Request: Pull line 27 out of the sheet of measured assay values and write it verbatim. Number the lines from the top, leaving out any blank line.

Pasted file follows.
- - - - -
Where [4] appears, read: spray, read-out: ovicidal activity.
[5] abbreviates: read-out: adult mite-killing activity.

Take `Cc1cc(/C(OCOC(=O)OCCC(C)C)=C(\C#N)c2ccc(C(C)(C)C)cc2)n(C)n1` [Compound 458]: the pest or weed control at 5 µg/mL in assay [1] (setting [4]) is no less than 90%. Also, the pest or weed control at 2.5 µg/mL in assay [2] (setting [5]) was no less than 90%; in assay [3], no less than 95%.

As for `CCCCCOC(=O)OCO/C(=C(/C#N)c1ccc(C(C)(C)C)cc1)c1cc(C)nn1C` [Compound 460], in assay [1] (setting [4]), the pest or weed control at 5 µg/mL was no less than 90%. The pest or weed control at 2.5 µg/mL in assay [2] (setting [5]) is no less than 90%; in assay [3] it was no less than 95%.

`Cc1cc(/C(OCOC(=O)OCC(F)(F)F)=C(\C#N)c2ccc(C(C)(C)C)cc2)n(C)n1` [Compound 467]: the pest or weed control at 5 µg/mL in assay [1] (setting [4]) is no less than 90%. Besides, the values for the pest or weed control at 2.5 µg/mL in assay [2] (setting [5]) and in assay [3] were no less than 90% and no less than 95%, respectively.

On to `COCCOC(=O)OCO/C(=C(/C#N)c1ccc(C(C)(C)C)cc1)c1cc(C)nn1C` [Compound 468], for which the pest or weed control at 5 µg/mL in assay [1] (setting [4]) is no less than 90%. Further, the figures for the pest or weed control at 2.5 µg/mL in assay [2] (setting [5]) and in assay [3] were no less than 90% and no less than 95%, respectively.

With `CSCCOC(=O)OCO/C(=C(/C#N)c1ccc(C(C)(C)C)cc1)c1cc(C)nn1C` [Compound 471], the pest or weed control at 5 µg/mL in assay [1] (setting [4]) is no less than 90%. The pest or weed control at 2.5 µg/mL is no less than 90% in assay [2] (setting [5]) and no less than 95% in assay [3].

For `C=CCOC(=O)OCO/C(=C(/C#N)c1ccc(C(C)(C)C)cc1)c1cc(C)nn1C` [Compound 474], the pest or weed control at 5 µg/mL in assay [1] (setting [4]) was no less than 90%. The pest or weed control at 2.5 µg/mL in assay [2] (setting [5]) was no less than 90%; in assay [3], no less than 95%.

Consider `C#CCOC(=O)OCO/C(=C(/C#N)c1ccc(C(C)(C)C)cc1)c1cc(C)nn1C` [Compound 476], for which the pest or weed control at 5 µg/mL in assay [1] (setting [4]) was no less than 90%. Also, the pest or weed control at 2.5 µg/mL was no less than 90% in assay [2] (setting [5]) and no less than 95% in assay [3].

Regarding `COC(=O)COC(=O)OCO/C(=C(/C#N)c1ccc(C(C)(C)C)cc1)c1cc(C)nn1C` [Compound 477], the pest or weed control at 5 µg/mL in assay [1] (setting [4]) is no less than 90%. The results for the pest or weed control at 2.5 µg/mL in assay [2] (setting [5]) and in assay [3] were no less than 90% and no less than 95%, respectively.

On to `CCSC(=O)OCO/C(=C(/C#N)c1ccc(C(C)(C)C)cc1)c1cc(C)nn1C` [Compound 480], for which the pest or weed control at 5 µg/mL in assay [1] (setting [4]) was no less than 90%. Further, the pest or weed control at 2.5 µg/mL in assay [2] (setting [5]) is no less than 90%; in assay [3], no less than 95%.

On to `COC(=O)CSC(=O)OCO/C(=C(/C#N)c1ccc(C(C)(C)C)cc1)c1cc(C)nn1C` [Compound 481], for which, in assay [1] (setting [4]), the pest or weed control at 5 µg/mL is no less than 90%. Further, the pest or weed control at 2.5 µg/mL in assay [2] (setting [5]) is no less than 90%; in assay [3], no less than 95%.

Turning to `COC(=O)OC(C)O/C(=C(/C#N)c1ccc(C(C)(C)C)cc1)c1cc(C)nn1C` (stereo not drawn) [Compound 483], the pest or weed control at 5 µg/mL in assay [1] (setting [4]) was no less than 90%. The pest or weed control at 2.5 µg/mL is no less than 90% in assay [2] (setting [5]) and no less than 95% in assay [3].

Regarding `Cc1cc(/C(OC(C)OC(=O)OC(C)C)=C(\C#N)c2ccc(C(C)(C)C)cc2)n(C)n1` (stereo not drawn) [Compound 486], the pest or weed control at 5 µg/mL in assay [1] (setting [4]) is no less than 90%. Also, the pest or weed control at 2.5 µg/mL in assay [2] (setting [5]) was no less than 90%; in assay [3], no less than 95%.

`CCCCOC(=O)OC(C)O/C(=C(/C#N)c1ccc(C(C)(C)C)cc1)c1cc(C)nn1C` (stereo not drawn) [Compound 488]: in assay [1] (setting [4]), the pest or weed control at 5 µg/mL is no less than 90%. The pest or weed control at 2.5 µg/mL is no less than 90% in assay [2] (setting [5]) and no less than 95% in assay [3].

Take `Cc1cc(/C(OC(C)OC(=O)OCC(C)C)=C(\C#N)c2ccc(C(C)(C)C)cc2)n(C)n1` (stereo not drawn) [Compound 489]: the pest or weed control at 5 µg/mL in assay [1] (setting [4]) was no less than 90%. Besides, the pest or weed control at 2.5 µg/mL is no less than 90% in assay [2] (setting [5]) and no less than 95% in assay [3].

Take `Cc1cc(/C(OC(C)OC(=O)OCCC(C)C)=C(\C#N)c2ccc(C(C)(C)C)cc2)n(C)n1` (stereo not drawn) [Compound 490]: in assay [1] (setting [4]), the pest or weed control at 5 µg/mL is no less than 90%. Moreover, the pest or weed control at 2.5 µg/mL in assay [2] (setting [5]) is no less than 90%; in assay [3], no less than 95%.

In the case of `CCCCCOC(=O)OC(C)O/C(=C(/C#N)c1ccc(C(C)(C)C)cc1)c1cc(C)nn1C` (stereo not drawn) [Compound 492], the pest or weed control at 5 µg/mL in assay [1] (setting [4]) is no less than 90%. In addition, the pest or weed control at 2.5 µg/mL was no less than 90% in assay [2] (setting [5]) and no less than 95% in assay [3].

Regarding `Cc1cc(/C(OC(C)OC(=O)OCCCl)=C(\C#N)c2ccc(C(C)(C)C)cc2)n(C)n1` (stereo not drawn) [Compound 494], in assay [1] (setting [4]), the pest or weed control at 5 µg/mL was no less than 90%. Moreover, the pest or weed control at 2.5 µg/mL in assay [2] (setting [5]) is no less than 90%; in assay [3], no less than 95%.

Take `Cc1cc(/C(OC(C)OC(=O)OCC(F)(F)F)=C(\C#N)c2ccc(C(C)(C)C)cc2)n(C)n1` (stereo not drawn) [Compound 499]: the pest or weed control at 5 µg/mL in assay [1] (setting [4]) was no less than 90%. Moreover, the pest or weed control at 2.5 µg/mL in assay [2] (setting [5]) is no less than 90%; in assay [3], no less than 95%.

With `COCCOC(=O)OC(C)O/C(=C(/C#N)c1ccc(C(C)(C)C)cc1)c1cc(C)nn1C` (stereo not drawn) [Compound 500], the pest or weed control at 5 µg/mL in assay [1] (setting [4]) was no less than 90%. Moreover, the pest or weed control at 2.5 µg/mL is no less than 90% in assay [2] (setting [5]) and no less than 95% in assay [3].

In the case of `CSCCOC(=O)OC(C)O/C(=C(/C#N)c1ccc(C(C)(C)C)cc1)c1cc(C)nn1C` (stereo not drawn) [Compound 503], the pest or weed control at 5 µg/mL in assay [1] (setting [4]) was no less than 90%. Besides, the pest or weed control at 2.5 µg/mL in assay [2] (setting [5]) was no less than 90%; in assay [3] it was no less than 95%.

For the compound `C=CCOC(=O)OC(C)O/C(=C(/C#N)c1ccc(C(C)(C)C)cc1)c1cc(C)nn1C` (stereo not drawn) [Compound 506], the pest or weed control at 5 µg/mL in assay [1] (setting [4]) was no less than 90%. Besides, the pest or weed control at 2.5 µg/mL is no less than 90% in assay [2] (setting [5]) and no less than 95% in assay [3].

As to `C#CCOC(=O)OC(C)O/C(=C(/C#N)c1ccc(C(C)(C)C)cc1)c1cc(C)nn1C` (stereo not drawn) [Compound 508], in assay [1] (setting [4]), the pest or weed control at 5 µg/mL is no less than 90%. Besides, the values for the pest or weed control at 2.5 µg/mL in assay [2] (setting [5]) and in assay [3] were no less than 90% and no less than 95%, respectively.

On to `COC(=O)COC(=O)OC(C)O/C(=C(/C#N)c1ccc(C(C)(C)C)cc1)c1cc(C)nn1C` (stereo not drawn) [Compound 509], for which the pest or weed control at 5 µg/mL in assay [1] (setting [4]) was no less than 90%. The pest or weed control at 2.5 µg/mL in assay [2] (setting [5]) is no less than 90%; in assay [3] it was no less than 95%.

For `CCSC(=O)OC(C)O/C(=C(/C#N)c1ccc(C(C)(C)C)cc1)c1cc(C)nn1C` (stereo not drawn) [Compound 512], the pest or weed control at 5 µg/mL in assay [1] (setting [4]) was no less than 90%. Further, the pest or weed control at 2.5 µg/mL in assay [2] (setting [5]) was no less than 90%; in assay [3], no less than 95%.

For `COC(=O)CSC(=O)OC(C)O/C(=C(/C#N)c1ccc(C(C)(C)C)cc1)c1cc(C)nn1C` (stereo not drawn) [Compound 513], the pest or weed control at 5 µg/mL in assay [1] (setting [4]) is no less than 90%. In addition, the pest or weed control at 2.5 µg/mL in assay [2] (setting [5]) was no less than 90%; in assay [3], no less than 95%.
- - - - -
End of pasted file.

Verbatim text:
For `COC(=O)CSC(=O)OC(C)O/C(=C(/C#N)c1ccc(C(C)(C)C)cc1)c1cc(C)nn1C` (stereo not drawn) [Compound 513], the pest or weed control at 5 µg/mL in assay [1] (setting [4]) is no less than 90%. In addition, the pest or weed control at 2.5 µg/mL in assay [2] (setting [5]) was no less than 90%; in assay [3], no less than 95%.